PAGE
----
Miles met Sharon Sorrentino, vice president of Child, Family, and Young Adult Services at the Institute of Community Living, while staying at a hospital. She was put into another ICL house for young adults who aged out of the foster care system. The first crucial item Miles received was support. 

The ICL is a network of housing that provides supportive care to New Yorkers with behavioral health challenges. The organization provides supportive housing, healthcare, and recovery services to those in need. 

An Administration for Children’s Services report from 2022 says 17 percent of 3,020 children in foster care “age out,” meaning children reach the age of 21 without being adopted or reunited with their parents or guardians. Foster children can technically exit the system at 18, but Miles did not recommend doing that because she saw many people who aged out at 18 become homeless. For young adults who choose to remain in care until their 21st birthday, the ACS will help them find housing in NYCHA or Section Eight. 

Miles is able to take care of herself and her son through support of Emerson. Credit: Jean Brannum

Finding Support 


Miles was excited to find out she was pregnant, but her behavioral challenges put her at risk of losing custody of her child. She also lost her supportive housing due to her pregnancy. She entered the Emerson house, another ICL establishment, to receive housing, behavioral, and case management support. 

Emerson caters to single parents who are at risk of losing custody of their children or working to reunite with children in foster care due to behavioral health problems. Sorrentino explained that ICL works with courts and parents to avoid involvement from Child Protective Services by giving parents the necessary resources to care for their children. For parents working to reunify with their children, Emerson staff will help them by ensuring parents attend court sessions and maintain regular visits. Parents will then receive assistance with reestablishing a bond with their children after reunification.

For parents to reunite with their children, family courts require the parents to provide a stable place for them. Most single parents who are homeless will only be eligible for single adult homes, which include living with roommates and do not allow children. A child can also be barred from visitation since the parent lives with other strangers due to safety concerns. This creates a barrier to reunification for many families and can cause familial bonds to diminish.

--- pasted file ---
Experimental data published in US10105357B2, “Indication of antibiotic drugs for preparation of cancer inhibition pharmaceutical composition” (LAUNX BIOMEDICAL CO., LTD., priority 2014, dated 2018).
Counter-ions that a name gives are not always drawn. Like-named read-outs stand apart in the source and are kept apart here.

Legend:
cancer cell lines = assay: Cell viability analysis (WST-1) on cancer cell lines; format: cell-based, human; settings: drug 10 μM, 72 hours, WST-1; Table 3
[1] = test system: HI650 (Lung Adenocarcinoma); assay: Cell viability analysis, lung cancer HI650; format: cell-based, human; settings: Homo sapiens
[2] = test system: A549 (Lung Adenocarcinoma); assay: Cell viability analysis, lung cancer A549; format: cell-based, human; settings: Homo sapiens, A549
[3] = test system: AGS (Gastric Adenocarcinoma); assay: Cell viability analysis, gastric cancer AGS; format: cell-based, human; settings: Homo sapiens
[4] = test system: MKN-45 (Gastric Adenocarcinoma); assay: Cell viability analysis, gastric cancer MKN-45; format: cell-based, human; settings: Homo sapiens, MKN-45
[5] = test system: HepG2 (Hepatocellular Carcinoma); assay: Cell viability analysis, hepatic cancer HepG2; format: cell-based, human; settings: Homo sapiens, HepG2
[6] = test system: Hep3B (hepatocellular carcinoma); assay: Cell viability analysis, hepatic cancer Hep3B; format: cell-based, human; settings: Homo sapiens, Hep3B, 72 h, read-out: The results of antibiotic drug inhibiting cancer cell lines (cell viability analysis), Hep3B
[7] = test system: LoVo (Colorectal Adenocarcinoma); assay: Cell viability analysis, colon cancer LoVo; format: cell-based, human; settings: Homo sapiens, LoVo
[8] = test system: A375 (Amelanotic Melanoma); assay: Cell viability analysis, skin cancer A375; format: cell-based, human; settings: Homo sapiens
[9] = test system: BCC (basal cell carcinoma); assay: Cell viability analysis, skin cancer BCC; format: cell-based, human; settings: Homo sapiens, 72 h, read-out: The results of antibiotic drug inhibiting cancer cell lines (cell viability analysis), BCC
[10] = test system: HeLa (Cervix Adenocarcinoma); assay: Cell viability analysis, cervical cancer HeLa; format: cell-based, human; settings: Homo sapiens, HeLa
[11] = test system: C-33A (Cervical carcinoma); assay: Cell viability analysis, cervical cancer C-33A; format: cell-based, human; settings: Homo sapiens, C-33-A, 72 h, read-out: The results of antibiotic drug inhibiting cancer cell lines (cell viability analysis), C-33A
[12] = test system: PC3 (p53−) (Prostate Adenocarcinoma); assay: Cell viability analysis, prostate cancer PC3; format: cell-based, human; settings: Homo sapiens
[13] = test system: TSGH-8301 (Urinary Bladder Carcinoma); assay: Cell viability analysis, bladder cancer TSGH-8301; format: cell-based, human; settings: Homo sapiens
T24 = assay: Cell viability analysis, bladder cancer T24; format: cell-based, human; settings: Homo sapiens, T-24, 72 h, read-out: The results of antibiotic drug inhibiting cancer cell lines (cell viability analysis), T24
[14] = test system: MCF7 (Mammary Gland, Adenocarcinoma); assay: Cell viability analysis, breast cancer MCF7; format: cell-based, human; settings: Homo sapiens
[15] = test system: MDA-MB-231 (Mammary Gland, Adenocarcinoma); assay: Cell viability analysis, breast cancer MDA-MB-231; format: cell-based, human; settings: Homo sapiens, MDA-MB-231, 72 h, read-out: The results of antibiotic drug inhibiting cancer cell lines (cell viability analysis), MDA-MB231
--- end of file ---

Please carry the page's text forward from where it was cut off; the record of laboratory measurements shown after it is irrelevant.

“Sometimes families who are in the homeless shelter find themselves kind of between a rock and a hard place if they’ve been separated from their children, because they may not qualify for family housing, which then prevents them from being able to reunify with their children,” Sorrentino said. 

The ACS report says 54% of foster children in 2022 were reunited with their families. The first goal of foster care is reunification, but as Sorrentino explained, the process can be long and tedious. Miles said she worked hard through her problems to make sure she never lost Lucas to foster care because it would be very difficult to regain full custody. 

Emerson helps Miles by providing household and childcare support as well. Miles rattled off names of people who will help her with laundry and cleaning, and look after Lucas when she is due in court. Miles disclosed an incident at her previous job that she regrets. She said continues finding positive ways to express and manage her emotions.

Emerson also offers parenting support and community events. Miles is, by admission, an introvert, but she sometimes attends these events where single parents can bond and receive peer support. 

Looking Ahead


Lucas will soon start daycare, and Miles is working to maintain her wellness. She continues to go to therapy and is working on producing music. She wants to teach her son about managing emotions and encourage him to be successful in academics. 

“I want him to be successful in life and know that he can do anything he wants to.”

Being a single mom can be difficult, but Miles said that her solution to some of the chaos is kids’ TV show personality, Ms. Rachel.